DMing is Not the Same Thing as Writing Prose Fiction: This Should Not Be Controversial

The other day, some folks were discussing 5e’s Appendix E (the PHB’s “new” Appendix N) and how most of the new additions were not very good. I pointed out that while App E is bad, it is nothing compared to the DMG’s Appendix D whose “Dungeon Master Inspiration” list is actually detrimental to DMs, particularly inexperienced ones trying to learn the game, because they will see all of those books on fiction writing and assume that a DM must be a fiction writer.

appendix d list

That’s right, guy I stole your spreadsheet you tweeted at me.

Someone tried to point out that books on writing fiction only make up 25% of the list, but that means that 25% of a list of books meant to provide inspiration for DMs are actively sabotaging their understanding of what makes for good D&D, because it implies that DMing is writing fantasy fiction and storytelling. It’s not.

The DM’s job is NOT to write their fantasy story and have their friends live it out for them around the table. The DM’s job is to create game content within reactive environments for their players to interact with. The story that happens in D&D is not the story that the DM tells, it’s the emergent story that comes from the players’ interaction with the content that the DM provides.

As both a fiction writer and a DM, I understand that the storytelling skills involved in writing and structuring fiction are not the same skills that bring a story to life at the table.  It’s apples and oranges, and trying to use the approach of one for the other can be detrimental.

Though it’s a different medium, an excellent example of emergent story is the history of Boatmurdered. Boatmurdered was a succession game of Dwarf Fortress, where each player played for an in-game year before passing off the save file to someone else. Each player chronicled the history of the fortress of Boatmurdered as it played out. What resulted was an absolutely legendary story of murder, madness and rampaging elephants.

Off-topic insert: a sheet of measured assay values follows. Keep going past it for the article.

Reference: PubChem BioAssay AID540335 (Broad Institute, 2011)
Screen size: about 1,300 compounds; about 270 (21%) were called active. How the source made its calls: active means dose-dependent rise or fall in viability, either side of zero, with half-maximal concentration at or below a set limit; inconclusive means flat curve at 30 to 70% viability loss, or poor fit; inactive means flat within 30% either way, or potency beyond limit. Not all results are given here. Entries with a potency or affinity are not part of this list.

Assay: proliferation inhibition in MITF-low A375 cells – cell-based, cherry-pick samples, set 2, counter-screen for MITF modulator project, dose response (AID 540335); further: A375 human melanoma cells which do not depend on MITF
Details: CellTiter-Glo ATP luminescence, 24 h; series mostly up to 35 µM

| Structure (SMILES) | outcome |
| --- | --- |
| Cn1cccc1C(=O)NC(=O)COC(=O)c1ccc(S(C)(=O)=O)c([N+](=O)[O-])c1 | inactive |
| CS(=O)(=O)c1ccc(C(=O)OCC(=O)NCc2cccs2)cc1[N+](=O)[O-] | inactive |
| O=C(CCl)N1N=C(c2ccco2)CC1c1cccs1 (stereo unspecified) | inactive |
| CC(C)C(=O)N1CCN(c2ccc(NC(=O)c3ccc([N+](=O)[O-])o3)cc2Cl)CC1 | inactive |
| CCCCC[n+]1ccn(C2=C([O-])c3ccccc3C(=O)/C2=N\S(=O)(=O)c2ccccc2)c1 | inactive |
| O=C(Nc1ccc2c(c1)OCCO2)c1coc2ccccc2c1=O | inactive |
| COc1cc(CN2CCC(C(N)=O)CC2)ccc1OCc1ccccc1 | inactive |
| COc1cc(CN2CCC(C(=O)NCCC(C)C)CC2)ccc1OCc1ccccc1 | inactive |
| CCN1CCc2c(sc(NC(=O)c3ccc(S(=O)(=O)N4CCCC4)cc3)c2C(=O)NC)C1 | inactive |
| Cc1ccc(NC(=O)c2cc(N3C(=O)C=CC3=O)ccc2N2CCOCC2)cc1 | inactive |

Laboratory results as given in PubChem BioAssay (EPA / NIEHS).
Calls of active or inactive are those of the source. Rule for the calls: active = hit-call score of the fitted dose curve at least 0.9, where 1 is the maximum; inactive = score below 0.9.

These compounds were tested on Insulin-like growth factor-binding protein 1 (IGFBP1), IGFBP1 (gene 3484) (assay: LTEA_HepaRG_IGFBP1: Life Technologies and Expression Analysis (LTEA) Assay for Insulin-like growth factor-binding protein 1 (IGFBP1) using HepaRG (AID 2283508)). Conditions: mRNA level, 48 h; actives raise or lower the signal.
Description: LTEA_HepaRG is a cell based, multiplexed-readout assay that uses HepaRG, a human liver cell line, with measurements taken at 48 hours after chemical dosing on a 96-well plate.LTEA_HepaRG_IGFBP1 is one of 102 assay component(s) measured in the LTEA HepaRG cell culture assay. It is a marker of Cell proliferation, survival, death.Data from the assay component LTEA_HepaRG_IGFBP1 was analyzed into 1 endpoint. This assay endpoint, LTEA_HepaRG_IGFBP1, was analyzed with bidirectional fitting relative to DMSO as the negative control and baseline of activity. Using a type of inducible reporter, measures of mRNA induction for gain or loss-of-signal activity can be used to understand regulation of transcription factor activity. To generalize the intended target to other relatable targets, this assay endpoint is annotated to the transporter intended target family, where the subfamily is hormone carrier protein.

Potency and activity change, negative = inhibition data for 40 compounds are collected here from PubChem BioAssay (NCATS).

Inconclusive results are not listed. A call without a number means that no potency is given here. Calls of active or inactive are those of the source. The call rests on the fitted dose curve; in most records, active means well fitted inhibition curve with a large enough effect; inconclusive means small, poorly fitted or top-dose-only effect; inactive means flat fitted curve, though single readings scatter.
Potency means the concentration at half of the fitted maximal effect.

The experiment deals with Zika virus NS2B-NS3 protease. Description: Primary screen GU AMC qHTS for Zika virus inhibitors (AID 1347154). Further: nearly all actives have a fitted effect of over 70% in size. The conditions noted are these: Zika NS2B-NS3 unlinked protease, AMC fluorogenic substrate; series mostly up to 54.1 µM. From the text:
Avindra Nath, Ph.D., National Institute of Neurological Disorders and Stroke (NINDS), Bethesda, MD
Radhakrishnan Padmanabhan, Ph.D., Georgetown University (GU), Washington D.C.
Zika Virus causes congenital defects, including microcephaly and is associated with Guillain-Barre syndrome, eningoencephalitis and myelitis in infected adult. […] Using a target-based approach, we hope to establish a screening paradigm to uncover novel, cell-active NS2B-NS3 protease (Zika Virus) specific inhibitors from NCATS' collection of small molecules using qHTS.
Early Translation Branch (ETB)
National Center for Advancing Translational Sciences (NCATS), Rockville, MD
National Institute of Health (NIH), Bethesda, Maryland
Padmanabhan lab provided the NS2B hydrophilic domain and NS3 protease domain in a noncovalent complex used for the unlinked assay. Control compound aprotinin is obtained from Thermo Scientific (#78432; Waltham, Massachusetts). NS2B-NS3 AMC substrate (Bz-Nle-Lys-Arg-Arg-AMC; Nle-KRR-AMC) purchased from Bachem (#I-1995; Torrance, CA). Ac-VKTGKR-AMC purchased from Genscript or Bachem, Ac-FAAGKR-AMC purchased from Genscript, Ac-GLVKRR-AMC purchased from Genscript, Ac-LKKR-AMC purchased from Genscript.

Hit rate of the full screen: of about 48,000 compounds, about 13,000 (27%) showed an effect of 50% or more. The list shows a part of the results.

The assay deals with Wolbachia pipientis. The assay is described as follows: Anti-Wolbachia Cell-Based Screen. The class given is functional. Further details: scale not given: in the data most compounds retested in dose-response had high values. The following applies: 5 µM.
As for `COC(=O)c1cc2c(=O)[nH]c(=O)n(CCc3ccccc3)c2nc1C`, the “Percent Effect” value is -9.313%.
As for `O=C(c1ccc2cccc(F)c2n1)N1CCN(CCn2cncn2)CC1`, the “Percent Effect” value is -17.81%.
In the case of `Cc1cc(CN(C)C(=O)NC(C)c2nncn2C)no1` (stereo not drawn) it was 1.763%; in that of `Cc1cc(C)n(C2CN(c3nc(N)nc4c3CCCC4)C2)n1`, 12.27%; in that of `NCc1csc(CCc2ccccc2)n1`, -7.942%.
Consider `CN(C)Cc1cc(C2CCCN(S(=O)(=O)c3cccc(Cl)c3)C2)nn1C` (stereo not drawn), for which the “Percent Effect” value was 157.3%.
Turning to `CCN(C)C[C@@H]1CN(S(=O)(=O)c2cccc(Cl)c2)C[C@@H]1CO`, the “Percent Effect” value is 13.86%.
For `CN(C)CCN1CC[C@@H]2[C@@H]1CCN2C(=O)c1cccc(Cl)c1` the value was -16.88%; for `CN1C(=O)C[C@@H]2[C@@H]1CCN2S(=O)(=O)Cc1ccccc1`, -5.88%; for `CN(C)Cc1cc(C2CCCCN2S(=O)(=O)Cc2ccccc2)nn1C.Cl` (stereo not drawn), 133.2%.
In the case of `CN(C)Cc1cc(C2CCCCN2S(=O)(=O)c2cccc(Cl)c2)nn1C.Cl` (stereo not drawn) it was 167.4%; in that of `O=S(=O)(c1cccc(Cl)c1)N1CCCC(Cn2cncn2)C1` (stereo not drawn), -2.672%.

Take a bit and read it.

You don’t get that sort of story from using the tools that a writer uses to write fiction; you get that from the game-content components and the emergent events surrounding them. It’s the way you get “truth stranger than fiction” from a purely fictional setting.

So what IS the approach DMs should take? What IS “inspirational reading” for DMs? Honestly, one question does not answer the other.

A DM needs to first gain a good grasp of the system and mechanics. Once that’s achieved, it becomes easier to pull in outside ideas and inspirations. The question is not “what weird thing do I want to put in my game?” but rather “how do I put a weird thing in my game?” A DM’s ideas must be translated into game content that players can interact with.

The answer to the second question is “anything, really”. Sure, Appendix N has great stuff and helps answer “what were the literary antecedents of the mechanics used in D&D”, but a DM can get inspiration from just about anything. And with a grasp of system and mechanics, it’s easy to drag and drop content to your game.

Want combat robot maids?

4HD*, AC3, 40′ 1d6*/1d6. (*stun for one round)

They’re almost tough as ogres (4HD), hard to hit (AC3), quicker than encumbered humans (40′), and high output with flip-kicks and one-two punches (1d6/1d6).

Need a reason for them to be somewhere?

A mad scientist somewhere in part of the dungeon built them because he was lonely.

Do you need to have a grasp of the finer points of fiction writing to include weird stuff in your D&D game?

No.

 

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Lodoss, the Accursed Pink Slime

I wanted to respond to a comment over at the Castalia House blog in regards to Appendix E, 5e’s answer to/updated Appendix N.  At one point, I’d had something typed up over there, but the comment was eaten because I wasn’t logged in.  Rather than try to retype it, I decided to rethink it and take an opportunity to talk about Record of Lodoss War.